Jesus does not withdraw from us (Responsorial Psalm 80), because of our sins and shame; we withdraw from Him, just as Adam and Eve did after their Fall in the Garden of Eden. Even though Adam and Eve had true greatness in original solitude and unity, as St. John Paul II brilliantly showed in his work The Theology of the Body, Satan deceived them that doing their own will is real “freedom and greatness.” They didn’t realize what true greatness really is – doing the will of God. This is accented in today’s Second Reading in the Letter to the Hebrews and the Alleluia Verse, which is taken from Mary’s Magnificat. Mary freely and actively embraced God’s invitation to bear the Messiah. In our self-centered, self-absorbed Western culture, of which we are apart, it’s all about the idol of personal “freedom” and the exaltation of the self. It doesn’t include for many doing God’s will or “let it be done to me according to your word.” Satan is still deceiving many as to what “greatness” and true “freedom” really mean. Jesus freely chose to empty Himself and follow the Father to the Nativity, Nazareth, Egypt and the Cross.

It is only natural for baby (in eutero) John the Baptist to leap in the Presence of such true greatness laying in Mary’s womb, as David did before the Presence of God’s hidden greatness in the tablets of the Ten Commandments laying within the Ark. Mary’s womb is the new Ark of the New Covenant – Jesus Christ, of which we are apart of His blessed family. Yes, indeed how blessed is Mary because of her humility, not in doing her will, but having the freedom to surrender it to follow the great will of God for her. We can never be truly great unless we can be truly free to choose the good. We can never be truly great if we are choosing evil. These are inseparably linked. We will never become peace, which is Jesus, unless we have peace, and peace can never be attained by self-fulfillment and living a self-absorbed sinful life. How truly blessed we will be, if we believe what is spoken to us in the Sacred Scriptures will be fulfilled in us, if we can follow the example and life Christ has given us – the true Prince of Peace. Have a truly blessed and peaceful Advent. Amen.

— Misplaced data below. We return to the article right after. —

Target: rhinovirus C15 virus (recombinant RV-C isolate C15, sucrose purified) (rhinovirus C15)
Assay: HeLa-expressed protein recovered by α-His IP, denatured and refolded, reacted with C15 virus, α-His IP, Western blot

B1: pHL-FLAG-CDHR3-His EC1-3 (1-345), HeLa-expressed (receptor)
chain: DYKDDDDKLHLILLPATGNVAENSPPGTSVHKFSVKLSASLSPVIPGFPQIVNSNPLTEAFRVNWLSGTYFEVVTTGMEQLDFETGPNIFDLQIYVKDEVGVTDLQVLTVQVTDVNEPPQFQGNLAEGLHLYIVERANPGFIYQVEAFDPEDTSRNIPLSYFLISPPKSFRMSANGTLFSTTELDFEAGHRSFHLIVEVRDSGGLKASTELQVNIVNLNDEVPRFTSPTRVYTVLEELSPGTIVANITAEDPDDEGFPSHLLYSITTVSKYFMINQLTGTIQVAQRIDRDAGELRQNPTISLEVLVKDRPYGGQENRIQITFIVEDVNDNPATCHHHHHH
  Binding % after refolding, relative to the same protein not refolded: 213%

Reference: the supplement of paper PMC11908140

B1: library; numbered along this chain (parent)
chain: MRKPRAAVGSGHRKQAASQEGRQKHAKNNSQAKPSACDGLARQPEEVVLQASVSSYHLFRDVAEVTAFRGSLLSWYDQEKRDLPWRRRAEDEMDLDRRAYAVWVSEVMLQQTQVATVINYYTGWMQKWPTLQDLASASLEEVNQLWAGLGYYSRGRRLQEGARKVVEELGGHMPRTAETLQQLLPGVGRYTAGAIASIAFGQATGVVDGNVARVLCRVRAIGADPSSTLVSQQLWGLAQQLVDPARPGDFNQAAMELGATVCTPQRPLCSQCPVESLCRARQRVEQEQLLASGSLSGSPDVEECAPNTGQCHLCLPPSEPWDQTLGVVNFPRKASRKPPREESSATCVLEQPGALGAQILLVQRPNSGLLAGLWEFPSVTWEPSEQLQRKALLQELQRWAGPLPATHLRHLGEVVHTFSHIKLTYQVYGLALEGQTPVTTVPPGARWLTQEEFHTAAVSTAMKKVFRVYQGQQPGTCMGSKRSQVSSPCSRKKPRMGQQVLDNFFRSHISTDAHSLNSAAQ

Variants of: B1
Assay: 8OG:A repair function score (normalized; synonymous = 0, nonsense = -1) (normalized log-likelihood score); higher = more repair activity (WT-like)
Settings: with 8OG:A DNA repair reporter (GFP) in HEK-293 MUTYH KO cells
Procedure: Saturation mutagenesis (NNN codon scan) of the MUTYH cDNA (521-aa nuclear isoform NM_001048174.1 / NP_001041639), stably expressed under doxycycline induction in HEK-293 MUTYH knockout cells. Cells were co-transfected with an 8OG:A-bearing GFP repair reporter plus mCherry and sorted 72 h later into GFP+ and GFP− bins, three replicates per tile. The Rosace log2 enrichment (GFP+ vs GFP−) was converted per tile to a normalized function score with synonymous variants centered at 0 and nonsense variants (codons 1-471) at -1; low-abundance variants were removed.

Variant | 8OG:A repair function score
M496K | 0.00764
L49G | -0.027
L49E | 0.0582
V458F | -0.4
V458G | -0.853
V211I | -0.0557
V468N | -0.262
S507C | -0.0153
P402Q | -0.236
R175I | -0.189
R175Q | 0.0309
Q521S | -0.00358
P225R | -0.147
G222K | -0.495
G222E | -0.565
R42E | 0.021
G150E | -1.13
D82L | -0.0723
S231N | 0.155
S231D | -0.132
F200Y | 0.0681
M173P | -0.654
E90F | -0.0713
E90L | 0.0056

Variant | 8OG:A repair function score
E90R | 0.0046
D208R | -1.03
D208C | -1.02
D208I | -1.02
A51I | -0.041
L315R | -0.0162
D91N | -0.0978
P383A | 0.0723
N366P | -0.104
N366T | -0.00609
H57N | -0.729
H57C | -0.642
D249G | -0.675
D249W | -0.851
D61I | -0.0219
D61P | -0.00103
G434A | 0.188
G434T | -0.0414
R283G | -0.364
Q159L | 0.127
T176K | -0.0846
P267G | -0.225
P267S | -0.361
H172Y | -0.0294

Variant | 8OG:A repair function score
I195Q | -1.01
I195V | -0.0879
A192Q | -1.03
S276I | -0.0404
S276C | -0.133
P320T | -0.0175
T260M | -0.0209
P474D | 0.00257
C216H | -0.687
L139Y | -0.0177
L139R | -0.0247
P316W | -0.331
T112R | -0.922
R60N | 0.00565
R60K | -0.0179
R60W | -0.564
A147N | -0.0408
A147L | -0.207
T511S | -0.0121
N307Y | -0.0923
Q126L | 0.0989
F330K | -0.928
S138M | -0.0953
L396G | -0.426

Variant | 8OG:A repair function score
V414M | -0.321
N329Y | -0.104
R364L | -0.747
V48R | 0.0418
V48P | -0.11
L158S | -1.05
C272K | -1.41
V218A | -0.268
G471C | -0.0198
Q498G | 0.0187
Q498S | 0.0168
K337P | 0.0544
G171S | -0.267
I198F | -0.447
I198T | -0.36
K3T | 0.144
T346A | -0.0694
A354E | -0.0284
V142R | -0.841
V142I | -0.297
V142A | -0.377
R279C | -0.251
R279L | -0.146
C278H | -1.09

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Father Tom DeSimone was ordained a priest on May 13, 2006, the Feast day of Our Lady of Fatima. He most recently served as Parochial Vicar of Our Lady of Sorrows Parish in White Plains, NY. He joins the staff of the Theology of the Body Institute on a three year leave from the Archdiocese of New York, to become the Institute’s first full time spiritual advisor and Director of Clergy Development.